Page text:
Sep 01, 2015


News from Old Main

To kick off the new school year, Eastern Illinois Universityís Autism Center started a transitional program for incoming college students with autism spectrum disorders to help students navigate the college environment. The program, called Students with Autism Transitional Education Program, STEP, is the only one of its kind offered in the state.

Gail Richard, the director of EIUís Autism Center, said the program enhances the collegiate experience for students with autism spectrum disorders by providing assistance to students with the social, daily and academic skills they need to transition into college. Students with autism spectrum disorders have difficulties with social interaction, verbal and nonverbal communication and repetitive behaviors.

The STEP program is designed to minimize the challenges faced by these students once they leave home for the first time. For a full story, click here.

Elizabeth Edwards , Marketing and Creative Services
Posted: Aug 31, 2015

As part of the permanent campus budget reductions, building service workers lost positions through attrition, resulting in adjustments to the cleaning schedule in some areas in academic facilities. Public areas that students and prospective students frequent will continue to be given the highest priority.

1) Public restrooms will continue to be cleaned at the highest level possible on a daily basis.
2) Classrooms will continue to be cleaned on a daily basis with the blackboards/whiteboards cleaned, floors swept and trash emptied.
3) Hallways will continue to be cleaned daily and buffed or burnished at least weekly. Hallway trash containers will be emptied daily.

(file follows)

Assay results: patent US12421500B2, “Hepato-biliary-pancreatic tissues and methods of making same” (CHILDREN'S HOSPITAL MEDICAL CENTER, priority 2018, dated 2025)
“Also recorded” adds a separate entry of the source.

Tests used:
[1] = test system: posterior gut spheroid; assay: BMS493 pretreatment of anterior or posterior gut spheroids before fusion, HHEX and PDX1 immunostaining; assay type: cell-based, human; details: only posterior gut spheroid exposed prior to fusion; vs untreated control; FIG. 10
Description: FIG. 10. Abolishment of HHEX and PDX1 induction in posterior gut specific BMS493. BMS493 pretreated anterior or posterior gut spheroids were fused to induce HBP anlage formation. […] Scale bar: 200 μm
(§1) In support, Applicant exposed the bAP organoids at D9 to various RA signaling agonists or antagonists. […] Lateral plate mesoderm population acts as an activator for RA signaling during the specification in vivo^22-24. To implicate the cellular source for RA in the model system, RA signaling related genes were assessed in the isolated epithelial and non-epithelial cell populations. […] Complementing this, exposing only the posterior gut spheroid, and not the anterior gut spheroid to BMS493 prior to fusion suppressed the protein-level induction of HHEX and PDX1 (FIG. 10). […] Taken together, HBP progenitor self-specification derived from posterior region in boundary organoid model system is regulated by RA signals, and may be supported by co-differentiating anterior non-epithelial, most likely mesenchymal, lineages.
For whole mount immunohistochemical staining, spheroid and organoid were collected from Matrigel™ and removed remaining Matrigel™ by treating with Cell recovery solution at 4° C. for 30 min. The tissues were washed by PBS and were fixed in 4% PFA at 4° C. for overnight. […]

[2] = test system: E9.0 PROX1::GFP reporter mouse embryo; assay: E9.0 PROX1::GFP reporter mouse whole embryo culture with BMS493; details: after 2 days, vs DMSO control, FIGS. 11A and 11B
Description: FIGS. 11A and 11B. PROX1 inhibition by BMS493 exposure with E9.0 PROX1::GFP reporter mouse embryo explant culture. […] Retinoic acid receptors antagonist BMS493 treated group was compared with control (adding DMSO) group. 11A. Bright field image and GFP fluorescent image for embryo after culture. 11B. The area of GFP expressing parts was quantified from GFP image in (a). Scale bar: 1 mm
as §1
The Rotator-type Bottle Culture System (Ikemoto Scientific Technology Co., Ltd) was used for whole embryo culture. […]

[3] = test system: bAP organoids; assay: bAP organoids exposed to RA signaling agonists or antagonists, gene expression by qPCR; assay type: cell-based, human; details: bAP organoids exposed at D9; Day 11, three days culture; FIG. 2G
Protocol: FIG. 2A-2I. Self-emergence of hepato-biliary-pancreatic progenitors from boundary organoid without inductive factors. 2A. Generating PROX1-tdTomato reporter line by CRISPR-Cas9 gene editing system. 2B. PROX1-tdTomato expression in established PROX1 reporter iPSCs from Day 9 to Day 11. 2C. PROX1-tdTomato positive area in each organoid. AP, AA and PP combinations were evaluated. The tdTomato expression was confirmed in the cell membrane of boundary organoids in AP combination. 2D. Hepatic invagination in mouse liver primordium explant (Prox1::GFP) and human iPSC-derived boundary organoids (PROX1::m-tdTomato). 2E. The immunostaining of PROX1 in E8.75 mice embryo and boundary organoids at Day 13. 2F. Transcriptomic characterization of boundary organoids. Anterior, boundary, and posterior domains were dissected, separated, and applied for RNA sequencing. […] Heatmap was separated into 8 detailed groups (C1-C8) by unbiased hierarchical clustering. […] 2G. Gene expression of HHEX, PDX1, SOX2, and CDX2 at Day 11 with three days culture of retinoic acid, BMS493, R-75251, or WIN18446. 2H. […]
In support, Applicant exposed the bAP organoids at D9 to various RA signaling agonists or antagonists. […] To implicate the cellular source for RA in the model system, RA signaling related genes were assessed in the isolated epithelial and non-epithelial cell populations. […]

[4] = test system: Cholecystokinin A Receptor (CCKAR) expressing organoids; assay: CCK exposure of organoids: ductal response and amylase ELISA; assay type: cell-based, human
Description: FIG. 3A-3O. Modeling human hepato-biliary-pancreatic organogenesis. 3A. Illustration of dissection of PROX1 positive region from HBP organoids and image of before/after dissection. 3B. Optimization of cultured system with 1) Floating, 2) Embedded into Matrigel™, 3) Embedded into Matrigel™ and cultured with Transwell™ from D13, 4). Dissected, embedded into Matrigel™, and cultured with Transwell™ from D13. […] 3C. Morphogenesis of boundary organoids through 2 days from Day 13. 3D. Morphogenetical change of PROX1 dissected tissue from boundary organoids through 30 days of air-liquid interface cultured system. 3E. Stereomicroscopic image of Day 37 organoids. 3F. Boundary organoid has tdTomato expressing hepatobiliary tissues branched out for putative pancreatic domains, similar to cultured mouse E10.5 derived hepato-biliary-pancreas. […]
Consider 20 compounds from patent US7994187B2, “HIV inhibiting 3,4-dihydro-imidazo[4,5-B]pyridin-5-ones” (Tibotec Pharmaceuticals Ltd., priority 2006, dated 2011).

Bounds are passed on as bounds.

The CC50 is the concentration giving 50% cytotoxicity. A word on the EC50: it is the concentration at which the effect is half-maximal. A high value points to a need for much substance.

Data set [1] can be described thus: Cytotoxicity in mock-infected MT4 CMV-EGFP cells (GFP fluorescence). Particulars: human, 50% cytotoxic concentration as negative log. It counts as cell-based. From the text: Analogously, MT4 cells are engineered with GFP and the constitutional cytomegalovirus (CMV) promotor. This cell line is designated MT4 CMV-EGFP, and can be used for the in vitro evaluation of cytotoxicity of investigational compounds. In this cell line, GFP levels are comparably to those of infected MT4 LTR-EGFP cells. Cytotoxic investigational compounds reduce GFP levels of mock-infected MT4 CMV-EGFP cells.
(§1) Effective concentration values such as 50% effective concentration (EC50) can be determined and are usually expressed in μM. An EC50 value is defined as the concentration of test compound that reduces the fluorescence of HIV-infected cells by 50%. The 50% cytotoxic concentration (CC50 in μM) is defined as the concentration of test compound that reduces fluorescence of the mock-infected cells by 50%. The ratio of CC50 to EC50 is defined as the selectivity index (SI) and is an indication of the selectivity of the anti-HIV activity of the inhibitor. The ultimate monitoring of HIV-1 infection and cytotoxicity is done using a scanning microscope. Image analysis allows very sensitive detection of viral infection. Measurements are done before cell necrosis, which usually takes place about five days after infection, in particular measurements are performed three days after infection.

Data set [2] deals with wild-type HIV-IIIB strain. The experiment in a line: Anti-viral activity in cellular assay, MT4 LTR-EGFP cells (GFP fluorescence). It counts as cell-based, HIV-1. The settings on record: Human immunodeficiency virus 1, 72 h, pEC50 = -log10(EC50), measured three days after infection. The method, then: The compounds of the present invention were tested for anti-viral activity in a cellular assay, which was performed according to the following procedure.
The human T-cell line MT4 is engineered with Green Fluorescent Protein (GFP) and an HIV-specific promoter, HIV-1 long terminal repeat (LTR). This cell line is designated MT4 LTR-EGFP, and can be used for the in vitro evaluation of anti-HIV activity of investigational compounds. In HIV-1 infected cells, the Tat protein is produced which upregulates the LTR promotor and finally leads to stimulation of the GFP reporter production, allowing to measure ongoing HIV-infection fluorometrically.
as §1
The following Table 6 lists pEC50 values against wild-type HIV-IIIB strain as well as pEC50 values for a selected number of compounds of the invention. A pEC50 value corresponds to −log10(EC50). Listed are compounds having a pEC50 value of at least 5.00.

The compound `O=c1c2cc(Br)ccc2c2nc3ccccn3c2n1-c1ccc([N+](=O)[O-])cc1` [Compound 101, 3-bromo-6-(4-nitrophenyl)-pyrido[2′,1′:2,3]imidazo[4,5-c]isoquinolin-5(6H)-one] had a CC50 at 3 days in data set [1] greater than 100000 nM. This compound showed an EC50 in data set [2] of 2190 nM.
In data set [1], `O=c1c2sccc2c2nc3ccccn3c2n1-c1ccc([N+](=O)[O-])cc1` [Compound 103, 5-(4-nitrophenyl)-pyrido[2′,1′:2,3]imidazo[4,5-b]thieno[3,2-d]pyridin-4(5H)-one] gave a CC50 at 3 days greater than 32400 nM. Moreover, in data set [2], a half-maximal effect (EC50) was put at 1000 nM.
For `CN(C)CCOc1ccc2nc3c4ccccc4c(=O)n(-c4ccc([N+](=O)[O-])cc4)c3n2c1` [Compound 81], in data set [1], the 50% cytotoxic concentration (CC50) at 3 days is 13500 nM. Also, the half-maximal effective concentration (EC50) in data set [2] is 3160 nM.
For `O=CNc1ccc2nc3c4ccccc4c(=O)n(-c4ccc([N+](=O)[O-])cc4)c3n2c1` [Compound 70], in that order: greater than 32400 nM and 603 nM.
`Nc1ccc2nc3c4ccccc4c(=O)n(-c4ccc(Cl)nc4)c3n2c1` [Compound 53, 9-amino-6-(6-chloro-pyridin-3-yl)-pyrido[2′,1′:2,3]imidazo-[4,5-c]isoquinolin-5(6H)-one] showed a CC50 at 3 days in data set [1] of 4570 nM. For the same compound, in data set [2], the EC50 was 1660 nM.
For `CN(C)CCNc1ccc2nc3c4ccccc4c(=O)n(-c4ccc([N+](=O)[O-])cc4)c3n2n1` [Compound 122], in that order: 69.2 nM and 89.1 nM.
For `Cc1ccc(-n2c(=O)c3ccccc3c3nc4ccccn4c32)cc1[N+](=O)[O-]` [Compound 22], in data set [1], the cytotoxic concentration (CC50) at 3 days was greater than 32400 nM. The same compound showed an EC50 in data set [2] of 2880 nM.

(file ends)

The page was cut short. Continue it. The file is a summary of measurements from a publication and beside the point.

4) Offices will be cleaned weekly and their trash containers will be emptied weekly.
5) Residence halls and food service areas will not be impacted by this adjustment and will continue to be cleaned at their previous high levels.

JOHN SIGLER, Property Management/Events
Posted: Aug 28, 2015

Ira Lee Yarbrough, 75, died Monday, Aug. 17, 2015, at Carle Foundation Hospital in Urbana. Ira had the respect and admiration of the entire office. He was the foundation of CATS. He was a mentor, a friend, and a refuge on stressful days. No matter what the circumstance, everyone wanted to hear his perspective. He always gave an honest opinion and presented it with tact and respect. Ira was a hard worker who always had the best interests and future of CATS in mind.

Ira is survived by his loving wife Gisele, of 37 years; his daughters, Terra Brosseau, Heather Buxton, Ananda Faszold; a son, Aaron Yarbrough; a sister, Joan Kufrin; and six grandchildren.

Ira was born in St. Louis, Mo., in 1940, and grew up in Chicago. He received his undergraduate degree in art from Eastern, and an MA and MFA in drawing and painting from Northern Illinois University. In 2014, he retired from EIU, where he worked as a graphic designer. Ira spent more than 40 years as an artist whose work included commercial illustration, graphic design and fine arts.

A memorial service will be held in his honor at a later date.

Posted: Aug 25, 2015

Next Section